The Evolution of Retail Part III: Regional Malls
Jeff Green and Jason Baker/Shopping Center Business
In this series, we’ve been addressing the challenges and successes of retail real estate and looking ahead at what the future may hold for different sectors. In the last article, we took an in-depth look at the evolution of the power center and how it must adapt to stay relevant as retail continues to change. In this article, we’ll be looking at the regional shopping mall, how it has fallen out of favor in development circles and how many are being re-engineered to adapt to new market realities.
Despite a 30-year string of predictions that the regional mall is headed for its imminent demise, this shopping format is likely not going away any time soon. That still doesn’t change the fact that many “fortress malls” were woefully overbuilt on an already crowded U.S. retail landscape, where some 1,400 of them still operate, according to the International Council of Shopping Centers. Nor does it soften the impact of online shopping, recession-inspired changes in consumer buying habits or the waves of open-air lifestyle centers, power centers and other retail prototypes that were constructed to directly compete with them.
A quick glance at what’s being built—and what isn’t—punctuates this ongoing saga. Just one regional mall has been built in the U.S. in the last six years, the 700,000-square-foot City Creek Center that opened in downtown Salt Lake City in March, and the brunt of it was financed privately by The Church of Jesus Christ of Latter-day Saints. By contrast, development of outlet mall space has tripled since 2007 to 1.85 million square feet, according to CoStar Group, as brands seek space to cater to America’s nouveau value orientation and complement, though not directly compete, with their regional mall-based offerings.
Indeed, retail is evolving into a different animal. And once that transformation is complete, there will be fewer regional malls and super-regional malls remaining; 10 to 15 percent are destined for extinction, according to varying estimates.
Which fortresses will be left standing? Well, it’s a pretty safe bet that premium properties owned by the top retail REITs will survive the cut in a rich-getting-richer scenario. Through Aug. 1, in fact, regional mall REIT returns (25.11 percent) led the two other retail REIT subsectors, shopping centers (22.01 percent) and freestanding (18.24 percent) in year-to-date return on investment, according to NAREIT. That still leaves hundreds of other good regional malls that will survive once the wrecking ball dust settles.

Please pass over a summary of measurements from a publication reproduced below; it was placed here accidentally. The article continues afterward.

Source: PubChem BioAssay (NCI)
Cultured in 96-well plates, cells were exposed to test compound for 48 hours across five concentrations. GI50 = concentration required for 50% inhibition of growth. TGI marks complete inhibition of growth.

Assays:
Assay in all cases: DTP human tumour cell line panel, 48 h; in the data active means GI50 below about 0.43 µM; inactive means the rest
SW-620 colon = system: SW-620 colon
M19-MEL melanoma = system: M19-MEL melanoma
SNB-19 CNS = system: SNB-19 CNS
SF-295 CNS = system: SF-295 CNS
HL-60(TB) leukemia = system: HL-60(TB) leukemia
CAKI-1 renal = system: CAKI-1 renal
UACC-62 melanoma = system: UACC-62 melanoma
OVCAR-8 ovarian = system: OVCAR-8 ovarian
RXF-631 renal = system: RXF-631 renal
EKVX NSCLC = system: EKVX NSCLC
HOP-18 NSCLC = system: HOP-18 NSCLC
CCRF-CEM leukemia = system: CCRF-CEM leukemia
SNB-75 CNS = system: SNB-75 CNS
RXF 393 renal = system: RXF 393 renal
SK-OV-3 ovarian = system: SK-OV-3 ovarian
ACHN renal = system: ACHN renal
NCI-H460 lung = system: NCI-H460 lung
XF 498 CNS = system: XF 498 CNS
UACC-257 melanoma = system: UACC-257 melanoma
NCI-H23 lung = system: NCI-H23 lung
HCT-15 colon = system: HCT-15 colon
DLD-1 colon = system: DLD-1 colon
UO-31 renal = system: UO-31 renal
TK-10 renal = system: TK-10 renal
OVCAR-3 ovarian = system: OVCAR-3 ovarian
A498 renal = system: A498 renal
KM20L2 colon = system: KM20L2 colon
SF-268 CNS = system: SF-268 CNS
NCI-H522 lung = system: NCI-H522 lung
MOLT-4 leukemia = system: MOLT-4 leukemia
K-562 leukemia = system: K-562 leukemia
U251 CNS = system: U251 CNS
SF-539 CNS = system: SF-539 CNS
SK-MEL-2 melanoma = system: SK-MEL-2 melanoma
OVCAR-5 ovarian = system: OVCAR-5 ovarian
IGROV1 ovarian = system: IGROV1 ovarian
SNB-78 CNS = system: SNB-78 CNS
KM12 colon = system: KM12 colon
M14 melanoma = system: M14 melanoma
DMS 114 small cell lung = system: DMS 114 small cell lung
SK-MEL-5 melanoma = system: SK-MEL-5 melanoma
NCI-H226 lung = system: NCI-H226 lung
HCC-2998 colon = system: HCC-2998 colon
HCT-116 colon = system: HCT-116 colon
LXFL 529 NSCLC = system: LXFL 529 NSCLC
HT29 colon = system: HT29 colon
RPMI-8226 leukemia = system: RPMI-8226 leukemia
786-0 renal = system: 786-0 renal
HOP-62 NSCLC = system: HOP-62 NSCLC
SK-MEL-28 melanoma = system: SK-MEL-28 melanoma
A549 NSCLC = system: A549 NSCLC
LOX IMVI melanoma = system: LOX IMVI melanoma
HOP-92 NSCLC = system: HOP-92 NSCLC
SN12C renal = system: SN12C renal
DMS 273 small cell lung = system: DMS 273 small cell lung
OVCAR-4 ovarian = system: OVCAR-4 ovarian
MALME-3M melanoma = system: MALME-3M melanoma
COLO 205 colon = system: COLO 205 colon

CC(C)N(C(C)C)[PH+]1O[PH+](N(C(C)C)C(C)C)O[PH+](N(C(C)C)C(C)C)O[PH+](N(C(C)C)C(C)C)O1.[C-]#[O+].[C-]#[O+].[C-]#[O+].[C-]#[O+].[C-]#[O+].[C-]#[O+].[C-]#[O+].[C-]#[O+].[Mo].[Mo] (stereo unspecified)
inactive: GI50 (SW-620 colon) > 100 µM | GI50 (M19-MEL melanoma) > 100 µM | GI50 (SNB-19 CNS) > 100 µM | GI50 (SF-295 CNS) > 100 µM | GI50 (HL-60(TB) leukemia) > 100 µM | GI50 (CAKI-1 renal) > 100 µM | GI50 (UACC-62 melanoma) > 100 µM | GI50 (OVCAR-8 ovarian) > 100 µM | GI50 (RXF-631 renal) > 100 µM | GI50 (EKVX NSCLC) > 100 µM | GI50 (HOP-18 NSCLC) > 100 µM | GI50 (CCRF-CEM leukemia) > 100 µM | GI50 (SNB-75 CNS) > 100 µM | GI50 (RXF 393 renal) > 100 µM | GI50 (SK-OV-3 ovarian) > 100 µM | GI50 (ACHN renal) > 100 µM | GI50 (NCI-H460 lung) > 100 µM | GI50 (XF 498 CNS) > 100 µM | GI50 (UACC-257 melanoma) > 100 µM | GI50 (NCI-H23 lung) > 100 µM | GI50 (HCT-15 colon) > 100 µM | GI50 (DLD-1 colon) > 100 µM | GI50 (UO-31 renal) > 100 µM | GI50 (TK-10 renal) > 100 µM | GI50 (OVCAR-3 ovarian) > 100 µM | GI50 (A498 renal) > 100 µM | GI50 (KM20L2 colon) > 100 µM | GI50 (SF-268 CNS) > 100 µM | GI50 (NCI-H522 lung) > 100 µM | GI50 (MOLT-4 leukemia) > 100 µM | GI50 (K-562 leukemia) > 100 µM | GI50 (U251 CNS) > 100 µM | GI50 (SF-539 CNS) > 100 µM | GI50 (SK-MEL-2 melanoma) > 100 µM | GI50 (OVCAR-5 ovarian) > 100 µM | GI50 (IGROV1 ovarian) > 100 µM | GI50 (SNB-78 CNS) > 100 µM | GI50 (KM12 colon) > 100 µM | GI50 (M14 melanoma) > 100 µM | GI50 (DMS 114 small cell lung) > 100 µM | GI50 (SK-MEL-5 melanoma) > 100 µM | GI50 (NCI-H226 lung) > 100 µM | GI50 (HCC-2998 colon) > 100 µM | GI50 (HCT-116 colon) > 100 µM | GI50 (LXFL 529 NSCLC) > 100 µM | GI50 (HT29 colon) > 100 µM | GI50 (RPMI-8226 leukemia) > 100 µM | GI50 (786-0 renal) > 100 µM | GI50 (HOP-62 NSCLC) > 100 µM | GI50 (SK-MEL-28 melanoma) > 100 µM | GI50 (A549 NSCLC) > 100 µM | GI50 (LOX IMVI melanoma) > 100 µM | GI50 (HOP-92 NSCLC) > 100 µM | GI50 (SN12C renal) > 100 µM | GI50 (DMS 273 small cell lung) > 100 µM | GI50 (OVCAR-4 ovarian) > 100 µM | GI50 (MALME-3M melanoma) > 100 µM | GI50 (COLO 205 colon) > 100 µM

But what constitutes a “good” mall? Well-located real estate and strong demographics, though not necessarily age, are two prime factors. Malls such as the 47-year-old NorthPark Center in Dallas and the 42-year-old Houston Galleria continue to thrive because they’re strategically positioned in densely populated areas with enviably high household income ranges. Both have also been consistent in refreshing, upgrading and expanding their products over the years to protect their positions, and have also had the good fortune to not watch their upscale demographic disappear.
Not all centers have that luxury. Take, for example, another well-located Houston property, Greenspoint Mall, which opened in 1976 as a regional sensation in the northern sector of the market. Slowly, over the years, residents have fled the area as crime has increased, and two other newer area malls moved in to take their shoppers. But it was the opening of the Woodlands Mall in 1994 that seemed to cement Greenspoint’s diminished stature, despite its easily accessible location on a stretch of Interstate 45 that’s among the most heavily traveled highways in the U.S.